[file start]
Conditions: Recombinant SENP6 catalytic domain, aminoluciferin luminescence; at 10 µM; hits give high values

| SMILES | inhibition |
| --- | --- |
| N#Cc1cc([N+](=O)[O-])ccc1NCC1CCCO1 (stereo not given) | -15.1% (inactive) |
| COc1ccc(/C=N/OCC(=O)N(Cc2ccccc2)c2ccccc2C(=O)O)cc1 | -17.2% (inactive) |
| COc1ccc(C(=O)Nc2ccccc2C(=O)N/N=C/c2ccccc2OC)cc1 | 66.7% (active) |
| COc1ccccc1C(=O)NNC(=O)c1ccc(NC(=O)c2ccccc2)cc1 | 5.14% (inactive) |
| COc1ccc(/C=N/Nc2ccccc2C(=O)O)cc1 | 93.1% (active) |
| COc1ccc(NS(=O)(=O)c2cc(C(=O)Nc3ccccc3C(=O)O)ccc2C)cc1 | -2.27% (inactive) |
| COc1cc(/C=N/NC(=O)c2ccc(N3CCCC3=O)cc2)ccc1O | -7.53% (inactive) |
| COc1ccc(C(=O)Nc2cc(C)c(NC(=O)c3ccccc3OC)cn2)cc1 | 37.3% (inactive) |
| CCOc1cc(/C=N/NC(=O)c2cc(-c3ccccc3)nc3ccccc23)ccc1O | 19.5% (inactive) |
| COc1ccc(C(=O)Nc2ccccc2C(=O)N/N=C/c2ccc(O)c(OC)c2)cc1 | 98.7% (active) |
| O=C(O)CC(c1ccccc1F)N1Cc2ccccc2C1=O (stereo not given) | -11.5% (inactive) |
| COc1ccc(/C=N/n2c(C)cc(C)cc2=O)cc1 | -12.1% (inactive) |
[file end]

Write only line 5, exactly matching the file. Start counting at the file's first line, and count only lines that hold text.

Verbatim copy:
| COc1ccc(/C=N/OCC(=O)N(Cc2ccccc2)c2ccccc2C(=O)O)cc1 | -17.2% (inactive) |